On the supply side, the increase in this type of credit occurred because of the complex nature of current-day finance centred around the “originate-and-distribute” model. Financial players discounted risk because they hoped to make large profits even while transferring the risk associated with the investments that earn those returns. There were such players at every layer involved. Mortgage brokers sought out willing borrowers for a fee, turning to subprime markets in search of volumes. Mortgage lenders and banks financed these mortgages not because they wanted to buy into the interest and amortization flows associated with such lending, but because they wanted to sell these instruments to less regulated intermediaries like the Wall Street banks. The Wall Street banks bought these mortgages in order to expand their business by bundling assets with varying returns to create securities that could be sold to institutional investors, hedge funds and portfolio managers. To suit different tastes for risk they bundled them into tranches with differing probability of default and differential protection against losses. Risk here was assessed by the rating agencies, who not knowing the details of the specific borrowers to whom the original credit was provided, used statistical models to determine which kind of tranche can be rated as being of high, medium or low risk. Once certified, these tranches could be absorbed by banks, mutual funds, pension funds and insurance companies, which can create portfolios involving varying degrees of risk and different streams of future cash flows linked to the original mortgage. Whenever necessary, these institutions can insure against default by turning to the insurance companies and entering into arrangements such as credit default swaps. Even government sponsored enterprises like Freddie Mac and Fannie Mae, who were not expected to be involved in or exposed to the subprime market had to cave in because they feared they were losing business to new rivals who were trying to cash in on the boom and poaching the business of these specialist firms.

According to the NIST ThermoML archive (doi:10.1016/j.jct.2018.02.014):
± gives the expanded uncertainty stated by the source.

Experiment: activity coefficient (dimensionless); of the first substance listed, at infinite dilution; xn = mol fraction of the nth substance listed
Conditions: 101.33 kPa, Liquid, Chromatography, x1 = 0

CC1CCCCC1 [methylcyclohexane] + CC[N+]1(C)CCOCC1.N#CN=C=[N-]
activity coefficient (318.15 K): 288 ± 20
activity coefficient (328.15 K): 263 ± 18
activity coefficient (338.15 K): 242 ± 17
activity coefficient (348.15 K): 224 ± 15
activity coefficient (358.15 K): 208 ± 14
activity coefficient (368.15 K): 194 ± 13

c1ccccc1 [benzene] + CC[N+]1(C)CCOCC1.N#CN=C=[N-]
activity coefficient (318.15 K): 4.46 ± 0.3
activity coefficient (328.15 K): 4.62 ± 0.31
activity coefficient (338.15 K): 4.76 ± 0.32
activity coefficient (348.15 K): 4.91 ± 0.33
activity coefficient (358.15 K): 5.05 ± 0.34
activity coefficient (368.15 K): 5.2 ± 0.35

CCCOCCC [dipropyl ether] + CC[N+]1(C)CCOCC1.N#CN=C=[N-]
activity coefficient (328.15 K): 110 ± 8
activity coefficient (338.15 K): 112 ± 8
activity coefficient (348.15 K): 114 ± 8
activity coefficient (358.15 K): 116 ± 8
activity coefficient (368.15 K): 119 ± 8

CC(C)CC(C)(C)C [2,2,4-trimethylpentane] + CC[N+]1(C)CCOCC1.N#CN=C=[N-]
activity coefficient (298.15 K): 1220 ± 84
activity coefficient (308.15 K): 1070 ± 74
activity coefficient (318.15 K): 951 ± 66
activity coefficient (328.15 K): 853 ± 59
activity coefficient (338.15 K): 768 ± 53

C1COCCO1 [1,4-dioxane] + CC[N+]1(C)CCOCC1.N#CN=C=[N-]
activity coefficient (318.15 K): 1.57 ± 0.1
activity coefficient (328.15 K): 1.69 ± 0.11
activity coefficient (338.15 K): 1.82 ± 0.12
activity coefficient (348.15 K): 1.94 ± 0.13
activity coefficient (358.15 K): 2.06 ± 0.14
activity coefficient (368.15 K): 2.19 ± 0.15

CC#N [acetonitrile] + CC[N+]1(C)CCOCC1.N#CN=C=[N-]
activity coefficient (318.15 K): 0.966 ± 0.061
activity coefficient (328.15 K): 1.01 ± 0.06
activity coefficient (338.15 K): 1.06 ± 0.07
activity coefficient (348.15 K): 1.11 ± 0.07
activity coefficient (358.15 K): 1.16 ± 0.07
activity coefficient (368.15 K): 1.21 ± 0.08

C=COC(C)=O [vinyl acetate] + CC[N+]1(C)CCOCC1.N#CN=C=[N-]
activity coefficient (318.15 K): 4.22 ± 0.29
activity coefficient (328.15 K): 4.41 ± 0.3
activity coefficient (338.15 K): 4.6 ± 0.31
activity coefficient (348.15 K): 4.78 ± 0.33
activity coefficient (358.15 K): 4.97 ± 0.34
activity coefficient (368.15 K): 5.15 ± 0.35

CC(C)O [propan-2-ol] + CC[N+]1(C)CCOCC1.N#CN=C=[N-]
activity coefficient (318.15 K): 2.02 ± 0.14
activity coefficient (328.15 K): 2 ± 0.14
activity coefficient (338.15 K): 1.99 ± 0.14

Because of this complex chain, institutions at every level assumed that they were not carrying risk or were insured against it. However, risk does not go away, but resides somewhere in the system. And given financial integration, each firm was exposed to many markets and most firms were exposed to each other as lenders, investors or borrowers. Any failure would have a domino effect that would damage different firms to different extents.